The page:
Wine or other? Go DP - or Crystal Lite lemonade!

Day or night? Day, usually afternoon.

Circle of Secrets Trailer:

Sunday, November 6, 2011

Interview Madness

Deniz, wondering how many followers I'll lose.

Sweet  Deniz Bevaz 

Has interviewed ME 

Where I spill

Many embarrassing details about the Bad TV Shows 

I’ve watched.

I also discuss writing

And reveal whether or not I’ve ever been Haunted .

Please  VISIT  !

P.S.  You're not going to believe this, but I just used randomizer to choose a Halloween Haunting winner.  It's DENIZ BEVAN!  Congratulations, Deniz!  

Thursday, November 3, 2011

Jessica Bell on Living in Australia

I know you were born in Australia, and now live in Greece. What was the reason for moving?

Well, my step father is Greek and my parents and I had traveled from Australia to Greece for holiday every two or three years since I was two years old. It really became like a second home to me. Just before I graduated from university, I decided I wanted an adventure and resolved to move to Greece for a year or two to teach English. (I completed the last semester of my degree via correspondence, because I was impatient.) I guess that year or two has now turned into almost ten. Funny that.

How long did you live in Australia?

For the first 20 years of my life.

What was the hardest part about adapting to another culture?

Oh, don’t get me started. Let me just say that the bureaucracy here makes life more complicated than it should be. Let me give you an example. I don’t have any Greek blood, and for me to live here legally and obtain a residency permit, my step father had to adopt me. So that he did. But because I was no longer a dependent when it happened (over 18), I had to prove that I could pay my own way. So I needed to find a job in order to stay. But guess what? I couldn’t get a job without health insurance. And I couldn’t get health insurance without a residency permit. And I couldn’t get a residency permit without a job … erm, so what happened, you ask? I think it involved some sort of bribe … . Only problem now is, I have to renew it every two years for quite an expensive fee. And after ten years, I still can not get used to the fact that the people in the public sector, that deal with immigrants, constantly get their facts wrong and send us running round in never-ending circles. I could go on and on, but I think I’ll stop now before I say something that gets me kicked me out of the country for slander.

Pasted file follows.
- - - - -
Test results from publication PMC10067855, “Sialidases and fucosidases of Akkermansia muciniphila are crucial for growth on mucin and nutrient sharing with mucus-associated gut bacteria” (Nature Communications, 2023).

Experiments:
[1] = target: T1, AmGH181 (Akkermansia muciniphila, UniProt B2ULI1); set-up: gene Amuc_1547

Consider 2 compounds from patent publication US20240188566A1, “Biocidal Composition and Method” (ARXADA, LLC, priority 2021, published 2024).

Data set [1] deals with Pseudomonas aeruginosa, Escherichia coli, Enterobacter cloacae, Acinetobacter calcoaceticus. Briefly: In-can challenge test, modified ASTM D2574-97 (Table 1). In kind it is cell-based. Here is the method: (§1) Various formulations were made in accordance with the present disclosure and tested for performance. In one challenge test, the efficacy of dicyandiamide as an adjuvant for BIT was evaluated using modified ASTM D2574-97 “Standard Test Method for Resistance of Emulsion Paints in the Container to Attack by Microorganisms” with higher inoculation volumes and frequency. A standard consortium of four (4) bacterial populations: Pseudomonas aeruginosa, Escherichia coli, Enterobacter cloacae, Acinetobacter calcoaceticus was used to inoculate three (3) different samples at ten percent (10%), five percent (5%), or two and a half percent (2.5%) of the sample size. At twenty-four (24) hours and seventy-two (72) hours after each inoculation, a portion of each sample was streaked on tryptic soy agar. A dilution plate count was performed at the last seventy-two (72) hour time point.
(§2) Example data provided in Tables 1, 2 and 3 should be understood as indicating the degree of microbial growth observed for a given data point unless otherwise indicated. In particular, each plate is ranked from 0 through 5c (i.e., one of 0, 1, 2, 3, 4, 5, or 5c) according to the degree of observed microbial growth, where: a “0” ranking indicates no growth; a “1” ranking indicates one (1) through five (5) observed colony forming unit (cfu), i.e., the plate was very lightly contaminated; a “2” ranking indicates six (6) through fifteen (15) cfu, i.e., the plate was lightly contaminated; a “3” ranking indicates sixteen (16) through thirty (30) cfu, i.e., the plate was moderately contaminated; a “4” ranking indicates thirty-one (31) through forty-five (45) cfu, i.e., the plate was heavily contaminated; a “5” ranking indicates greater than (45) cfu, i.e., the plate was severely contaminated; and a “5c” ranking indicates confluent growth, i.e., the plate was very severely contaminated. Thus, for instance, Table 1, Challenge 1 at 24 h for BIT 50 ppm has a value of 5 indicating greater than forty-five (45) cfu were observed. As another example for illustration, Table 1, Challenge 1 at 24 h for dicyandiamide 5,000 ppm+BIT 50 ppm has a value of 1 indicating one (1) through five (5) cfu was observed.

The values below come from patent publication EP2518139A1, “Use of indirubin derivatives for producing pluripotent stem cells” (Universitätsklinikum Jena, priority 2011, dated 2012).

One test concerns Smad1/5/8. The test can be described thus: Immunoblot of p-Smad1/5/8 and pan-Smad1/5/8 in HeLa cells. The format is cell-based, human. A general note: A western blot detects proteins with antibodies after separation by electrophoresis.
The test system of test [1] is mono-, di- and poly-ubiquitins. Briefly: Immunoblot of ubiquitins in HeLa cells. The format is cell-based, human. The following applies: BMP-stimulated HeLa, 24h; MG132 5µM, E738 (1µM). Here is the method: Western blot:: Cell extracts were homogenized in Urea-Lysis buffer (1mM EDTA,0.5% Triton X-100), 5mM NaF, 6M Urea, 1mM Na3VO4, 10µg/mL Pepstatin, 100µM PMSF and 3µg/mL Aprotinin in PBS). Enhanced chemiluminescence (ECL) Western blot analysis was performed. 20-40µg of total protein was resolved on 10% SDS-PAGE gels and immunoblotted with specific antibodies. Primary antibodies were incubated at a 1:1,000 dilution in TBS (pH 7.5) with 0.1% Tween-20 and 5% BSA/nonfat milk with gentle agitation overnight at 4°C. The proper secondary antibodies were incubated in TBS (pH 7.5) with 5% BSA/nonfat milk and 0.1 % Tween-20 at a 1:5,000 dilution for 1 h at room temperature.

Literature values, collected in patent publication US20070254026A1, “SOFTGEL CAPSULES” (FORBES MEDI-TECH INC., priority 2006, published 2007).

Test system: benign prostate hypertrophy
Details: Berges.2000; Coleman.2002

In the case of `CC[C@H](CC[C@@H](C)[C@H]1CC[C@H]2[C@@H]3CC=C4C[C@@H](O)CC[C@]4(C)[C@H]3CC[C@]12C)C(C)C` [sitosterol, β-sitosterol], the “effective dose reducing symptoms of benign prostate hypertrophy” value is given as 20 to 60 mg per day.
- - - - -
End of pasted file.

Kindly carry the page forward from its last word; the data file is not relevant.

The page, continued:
What do you like best about living in Greece?


and this:

Do you think you’ll live there for the rest of your life? Why or why not?

I truly don’t know. I’d love to go back home to Melbourne, Australia. I miss my friends and family there a lot. But it’s a long way to go for many reasons I won’t get into here. Greece is suffering a pretty hard recession at the moment. The country announced selective default back in July (bankruptcy). We’re thinking of moving elsewhere in Europe to get back on our feet financially. Who knows what the future entails. I think I just have to go with the flow. Otherwise it stresses me out.

Did you begin writing before or after you moved?

I began writing novels after I moved, but I’ve been writing poetry and lyrics since I was twelve and short stories since university.

How has being an expatriate influenced your writing?

In every single way possible! I don’t think I can answer this without writing a book, but I will say that body language is very interesting to me. It varies so much from culture to culture.

In your writing, where do your settings take place?

String Bridge is set in Athens, Greece and Melbourne, Australia. My second novel, Bitter Like Orange Peel, is set in Melbourne, Australia and Seattle, USA. And my work in progress, Muted, is set in Arles, France. All realistic settings.

Quick writing questions:

Plotter or panster? Both. Depends on my mood.

Quiet or music? Funnily enough, quiet. Being a musician makes it difficult to allow music to linger in the background or set a tone. When I hear music my brain switches into a totally different mode.

Laptop or desktop? Both.

Mac or PC? PC

Coffee or tea? Both. Depends on the time of day.

Wine or other? Wine and Martini Bianco and Campari.

Day or night? Night.

Thank you so much for having me, Theresa! J

Connect with Jessica:

String Bridge:







Available as e-book and paperback:

Buy String Bridge for the UK HERE

Buy String Bridge for the US HERE